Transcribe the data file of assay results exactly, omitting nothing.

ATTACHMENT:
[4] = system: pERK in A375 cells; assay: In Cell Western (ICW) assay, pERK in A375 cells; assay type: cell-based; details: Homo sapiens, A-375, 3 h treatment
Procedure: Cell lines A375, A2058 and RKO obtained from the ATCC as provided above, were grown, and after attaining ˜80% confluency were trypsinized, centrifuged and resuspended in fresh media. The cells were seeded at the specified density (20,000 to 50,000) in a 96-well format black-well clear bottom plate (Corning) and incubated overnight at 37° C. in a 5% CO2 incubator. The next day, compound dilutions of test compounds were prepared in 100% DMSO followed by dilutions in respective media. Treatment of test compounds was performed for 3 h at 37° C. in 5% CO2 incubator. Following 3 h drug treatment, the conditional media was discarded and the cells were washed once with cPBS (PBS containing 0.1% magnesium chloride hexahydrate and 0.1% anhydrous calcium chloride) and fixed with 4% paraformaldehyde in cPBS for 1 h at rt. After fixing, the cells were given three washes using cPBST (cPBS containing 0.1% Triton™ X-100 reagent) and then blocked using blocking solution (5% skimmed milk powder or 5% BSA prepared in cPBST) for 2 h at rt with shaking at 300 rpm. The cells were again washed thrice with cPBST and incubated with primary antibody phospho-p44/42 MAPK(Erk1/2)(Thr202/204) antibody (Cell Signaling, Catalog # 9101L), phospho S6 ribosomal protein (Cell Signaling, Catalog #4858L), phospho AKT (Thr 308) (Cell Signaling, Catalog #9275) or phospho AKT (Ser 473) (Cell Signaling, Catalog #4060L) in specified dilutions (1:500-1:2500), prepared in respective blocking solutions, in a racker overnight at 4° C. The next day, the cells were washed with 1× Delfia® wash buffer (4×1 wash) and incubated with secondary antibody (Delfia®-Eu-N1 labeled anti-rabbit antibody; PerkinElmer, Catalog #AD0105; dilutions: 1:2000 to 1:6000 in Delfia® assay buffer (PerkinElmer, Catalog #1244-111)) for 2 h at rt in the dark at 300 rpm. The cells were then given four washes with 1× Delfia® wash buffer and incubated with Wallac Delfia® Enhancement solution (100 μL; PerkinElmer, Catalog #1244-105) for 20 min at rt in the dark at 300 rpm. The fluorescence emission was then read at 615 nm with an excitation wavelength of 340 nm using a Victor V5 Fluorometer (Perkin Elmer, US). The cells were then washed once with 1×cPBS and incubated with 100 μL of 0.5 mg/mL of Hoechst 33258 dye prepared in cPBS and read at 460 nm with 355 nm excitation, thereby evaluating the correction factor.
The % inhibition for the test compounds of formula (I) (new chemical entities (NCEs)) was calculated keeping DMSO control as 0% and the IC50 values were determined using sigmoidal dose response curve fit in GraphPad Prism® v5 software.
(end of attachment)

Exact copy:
[4] = system: pERK in A375 cells; assay: In Cell Western (ICW) assay, pERK in A375 cells; assay type: cell-based; details: Homo sapiens, A-375, 3 h treatment
Procedure: Cell lines A375, A2058 and RKO obtained from the ATCC as provided above, were grown, and after attaining ˜80% confluency were trypsinized, centrifuged and resuspended in fresh media. The cells were seeded at the specified density (20,000 to 50,000) in a 96-well format black-well clear bottom plate (Corning) and incubated overnight at 37° C. in a 5% CO2 incubator. The next day, compound dilutions of test compounds were prepared in 100% DMSO followed by dilutions in respective media. Treatment of test compounds was performed for 3 h at 37° C. in 5% CO2 incubator. Following 3 h drug treatment, the conditional media was discarded and the cells were washed once with cPBS (PBS containing 0.1% magnesium chloride hexahydrate and 0.1% anhydrous calcium chloride) and fixed with 4% paraformaldehyde in cPBS for 1 h at rt. After fixing, the cells were given three washes using cPBST (cPBS containing 0.1% Triton™ X-100 reagent) and then blocked using blocking solution (5% skimmed milk powder or 5% BSA prepared in cPBST) for 2 h at rt with shaking at 300 rpm. The cells were again washed thrice with cPBST and incubated with primary antibody phospho-p44/42 MAPK(Erk1/2)(Thr202/204) antibody (Cell Signaling, Catalog # 9101L), phospho S6 ribosomal protein (Cell Signaling, Catalog #4858L), phospho AKT (Thr 308) (Cell Signaling, Catalog #9275) or phospho AKT (Ser 473) (Cell Signaling, Catalog #4060L) in specified dilutions (1:500-1:2500), prepared in respective blocking solutions, in a racker overnight at 4° C. The next day, the cells were washed with 1× Delfia® wash buffer (4×1 wash) and incubated with secondary antibody (Delfia®-Eu-N1 labeled anti-rabbit antibody; PerkinElmer, Catalog #AD0105; dilutions: 1:2000 to 1:6000 in Delfia® assay buffer (PerkinElmer, Catalog #1244-111)) for 2 h at rt in the dark at 300 rpm. The cells were then given four washes with 1× Delfia® wash buffer and incubated with Wallac Delfia® Enhancement solution (100 μL; PerkinElmer, Catalog #1244-105) for 20 min at rt in the dark at 300 rpm. The fluorescence emission was then read at 615 nm with an excitation wavelength of 340 nm using a Victor V5 Fluorometer (Perkin Elmer, US). The cells were then washed once with 1×cPBS and incubated with 100 μL of 0.5 mg/mL of Hoechst 33258 dye prepared in cPBS and read at 460 nm with 355 nm excitation, thereby evaluating the correction factor.
The % inhibition for the test compounds of formula (I) (new chemical entities (NCEs)) was calculated keeping DMSO control as 0% and the IC50 values were determined using sigmoidal dose response curve fit in GraphPad Prism® v5 software.